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Legal News Round Up: January 2023

U.S. Supreme Court Unable to Identify Dobbs Leaker

By Owen Whaley


The United States Supreme Court announced that it has not yet identified the person responsible for last year’s leak of a draft majority opinion in Dobbs v. Jackson Women’s Health Org, but noted that its investigation will continue.


“In May 2022, this Court suffered one of the worst breaches of trust in its history: the leak of a draft opinion,” the Court said in a statement released on January 19. “The leak was no mere misguided attempt at protest. It was a grave assault on the judicial process.”


On May 2, 2022, Politico took the extraordinary step of publishing a copy of a draft majority opinion written by Justice Samuel Alito that indicated the Court was poised to overturn Roe v. Wade, a 1973 landmark decision that found that women have a constitutional right to abortion. The report ignited widespread outrage and made abortion a pivotal issue in that year’s midterm elections. One day later, on May 3, Chief Justice John Roberts directed the Marshal of the Supreme Court to launch an investigation into the source of the leak.


“Court employees have an exemplary and important tradition of respecting the confidentiality of the judicial process and upholding the trust of the Court,” Chief Justice Roberts said in a statement at the time. “This was a singular and egregious breach of that trust that is an affront to the Court and the community of public servants who work here.”


The Marshal’s investigation entailed 126 interviews with 97 employees as well as forensic analyses of computers, networks, printers, and call and text logs. By mid-January of 2023, the Wall Street Journal reported that the Court had narrowed its investigation to a small number of suspects, including at least one law clerk.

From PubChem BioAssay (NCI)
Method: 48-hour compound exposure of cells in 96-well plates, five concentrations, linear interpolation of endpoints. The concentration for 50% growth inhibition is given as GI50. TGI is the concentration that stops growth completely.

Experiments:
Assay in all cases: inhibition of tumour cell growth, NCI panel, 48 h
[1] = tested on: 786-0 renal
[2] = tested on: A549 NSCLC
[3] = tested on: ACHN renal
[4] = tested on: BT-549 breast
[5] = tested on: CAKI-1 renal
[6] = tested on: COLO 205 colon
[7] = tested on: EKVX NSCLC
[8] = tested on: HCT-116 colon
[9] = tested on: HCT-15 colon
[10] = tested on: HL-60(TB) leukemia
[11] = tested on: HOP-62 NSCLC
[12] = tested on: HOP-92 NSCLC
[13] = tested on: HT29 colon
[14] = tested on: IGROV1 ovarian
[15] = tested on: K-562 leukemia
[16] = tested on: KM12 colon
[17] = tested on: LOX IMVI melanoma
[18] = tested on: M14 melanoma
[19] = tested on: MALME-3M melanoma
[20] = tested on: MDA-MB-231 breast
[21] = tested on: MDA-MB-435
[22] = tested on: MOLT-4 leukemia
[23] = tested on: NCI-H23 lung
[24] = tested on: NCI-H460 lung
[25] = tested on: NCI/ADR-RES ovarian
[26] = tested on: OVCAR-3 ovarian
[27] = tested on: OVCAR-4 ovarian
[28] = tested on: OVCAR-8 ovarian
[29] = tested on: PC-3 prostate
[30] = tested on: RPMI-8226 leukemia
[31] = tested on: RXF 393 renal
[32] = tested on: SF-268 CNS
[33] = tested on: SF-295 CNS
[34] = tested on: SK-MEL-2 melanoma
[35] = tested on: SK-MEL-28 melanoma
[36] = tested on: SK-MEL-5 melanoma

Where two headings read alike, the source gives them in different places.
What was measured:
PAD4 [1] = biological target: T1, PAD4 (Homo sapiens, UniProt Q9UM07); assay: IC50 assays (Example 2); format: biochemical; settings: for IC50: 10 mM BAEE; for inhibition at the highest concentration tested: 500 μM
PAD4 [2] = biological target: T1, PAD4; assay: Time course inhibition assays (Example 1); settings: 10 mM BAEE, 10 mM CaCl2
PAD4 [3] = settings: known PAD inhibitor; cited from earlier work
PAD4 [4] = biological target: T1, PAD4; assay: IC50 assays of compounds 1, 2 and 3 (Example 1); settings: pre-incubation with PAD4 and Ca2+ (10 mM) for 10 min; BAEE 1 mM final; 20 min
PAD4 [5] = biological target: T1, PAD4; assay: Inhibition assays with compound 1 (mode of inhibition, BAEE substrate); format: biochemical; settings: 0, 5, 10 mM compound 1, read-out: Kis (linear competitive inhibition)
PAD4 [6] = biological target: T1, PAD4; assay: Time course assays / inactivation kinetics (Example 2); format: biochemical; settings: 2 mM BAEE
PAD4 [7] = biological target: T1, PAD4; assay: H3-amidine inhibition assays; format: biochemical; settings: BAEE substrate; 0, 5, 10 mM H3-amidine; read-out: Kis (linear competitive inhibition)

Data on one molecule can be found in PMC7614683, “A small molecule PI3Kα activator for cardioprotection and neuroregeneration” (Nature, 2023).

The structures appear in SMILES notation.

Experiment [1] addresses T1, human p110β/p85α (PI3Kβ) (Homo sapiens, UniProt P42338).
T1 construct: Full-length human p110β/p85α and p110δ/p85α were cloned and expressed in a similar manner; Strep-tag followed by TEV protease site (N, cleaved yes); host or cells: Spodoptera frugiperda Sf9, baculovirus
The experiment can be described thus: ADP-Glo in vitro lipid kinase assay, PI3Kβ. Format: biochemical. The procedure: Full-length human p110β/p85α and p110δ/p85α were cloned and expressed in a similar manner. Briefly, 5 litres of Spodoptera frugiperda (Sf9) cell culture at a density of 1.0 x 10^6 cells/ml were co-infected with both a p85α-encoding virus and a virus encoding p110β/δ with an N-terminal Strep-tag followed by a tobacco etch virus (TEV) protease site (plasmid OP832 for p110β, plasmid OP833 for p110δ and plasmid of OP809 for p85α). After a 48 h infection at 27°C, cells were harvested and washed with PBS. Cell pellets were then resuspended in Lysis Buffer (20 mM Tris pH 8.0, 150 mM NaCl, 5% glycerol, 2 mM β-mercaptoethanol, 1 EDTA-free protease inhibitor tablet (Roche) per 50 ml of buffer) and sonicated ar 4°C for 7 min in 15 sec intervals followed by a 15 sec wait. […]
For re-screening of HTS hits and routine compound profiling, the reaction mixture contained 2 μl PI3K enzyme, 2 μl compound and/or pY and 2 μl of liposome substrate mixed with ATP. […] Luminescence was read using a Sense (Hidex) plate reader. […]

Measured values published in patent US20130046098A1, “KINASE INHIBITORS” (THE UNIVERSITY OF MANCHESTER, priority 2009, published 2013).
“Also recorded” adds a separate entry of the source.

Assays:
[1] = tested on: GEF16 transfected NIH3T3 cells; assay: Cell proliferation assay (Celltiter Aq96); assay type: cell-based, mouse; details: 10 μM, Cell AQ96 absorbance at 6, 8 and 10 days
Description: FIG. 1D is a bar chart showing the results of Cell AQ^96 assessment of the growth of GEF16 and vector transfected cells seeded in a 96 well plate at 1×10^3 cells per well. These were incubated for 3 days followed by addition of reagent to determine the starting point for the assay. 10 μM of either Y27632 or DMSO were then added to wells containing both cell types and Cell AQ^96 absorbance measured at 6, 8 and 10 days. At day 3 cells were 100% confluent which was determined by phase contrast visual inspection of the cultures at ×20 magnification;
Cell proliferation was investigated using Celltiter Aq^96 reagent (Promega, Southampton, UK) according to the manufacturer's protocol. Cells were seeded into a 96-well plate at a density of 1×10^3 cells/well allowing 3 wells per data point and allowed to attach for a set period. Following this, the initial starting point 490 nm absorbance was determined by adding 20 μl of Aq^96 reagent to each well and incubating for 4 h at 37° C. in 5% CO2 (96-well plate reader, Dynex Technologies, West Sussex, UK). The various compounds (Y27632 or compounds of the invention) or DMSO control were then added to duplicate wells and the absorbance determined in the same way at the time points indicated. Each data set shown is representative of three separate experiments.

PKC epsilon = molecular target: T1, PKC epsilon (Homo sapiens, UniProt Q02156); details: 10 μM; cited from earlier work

The leak marked the first time in modern history that a draft decision of the Court was released while the justices were still deliberating. That an employee of the Court knowingly breached rules surrounding confidentiality—and that they may go unidentified—has prompted concerns about the integrity of the Court’s proceedings.


“It is essential that we deliberate with one another candidly and in confidence,” the Court’s January 19 statement read. “That phase of the judicial process affords us an opportunity to hone initial thoughts, reconsider views, persuade one another, and work collaboratively to strengthen our collective judgment. It is no exaggeration to say that the integrity of judicial proceedings depends on the inviolability of internal deliberations.”


The Court Marshal has signaled her intentions to continue pursuing any new evidence or leads in the investigation that may arise.



UK government to Block Scottish Gender Recognition Reform Bill

By Anna Kelly


The UK government announced its plan to block the new Scottish gender reform bill with an unprecedented utilisation of Section 35 of the Scotland Act. The bill, which would streamline an individual’s process of legally changing gender, was passed 86 votes to 39 in the Scottish Parliament.


The Scottish Parliament outlines the reform here: “The Bill changes the process to get a gender recognition certificate (GRC). A GRC is a certificate that legally recognises that a person’s gender is not the gender they were assigned at birth, but is their “acquired gender”.”


To legally change gender within the current system, individuals must be at least 18 years of age, must have a medical diagnosis of gender dysphoria, in addition to proving that they have been living in their chosen gender for a minimum of 2 years. The Scottish bill proposes a new system of recognition that no longer requires a medical diagnosis, rather allowing individuals the freedom of self-determination. It would also lower the age requirement to 16, and the individual would have to show they have been living in their chosen gender for 6 months.


Opponents of the bill argue that it would negatively affect matters of equal pay, single sex spaces, and prison transfers; the BBC reports that “UK ministers say the draft law would conflict with equality protections applying across Great Britain.” As the bill comes out of a system of devolved powers in the UK, potential challenges emerge regarding the right of the Scottish Parliament to issue such a decision. Within this system of powers, Scotland can make decisions and pass laws surrounding healthcare, education and environment. Equality, alongside a plethora of other national issues, falls under Westminster’s jurisdiction.


The tense discourse surrounding the bill is wrapped up in matters of both equality and sovereignty. Westminster’s blocking of the Scottish bill is unprecedented, and in light of the recent denial of a second Scottish independence referendum, has added further pressure to Holyrood and Westminster’s relationship.


The UK government has “no grounds to challenge this legislation… it is within the competence of the Scottish Parliament” affirmed Nicola Sturgeon, going on to emphasise the “contempt [shown] for Scottish Parliament and for Devolution in principle”.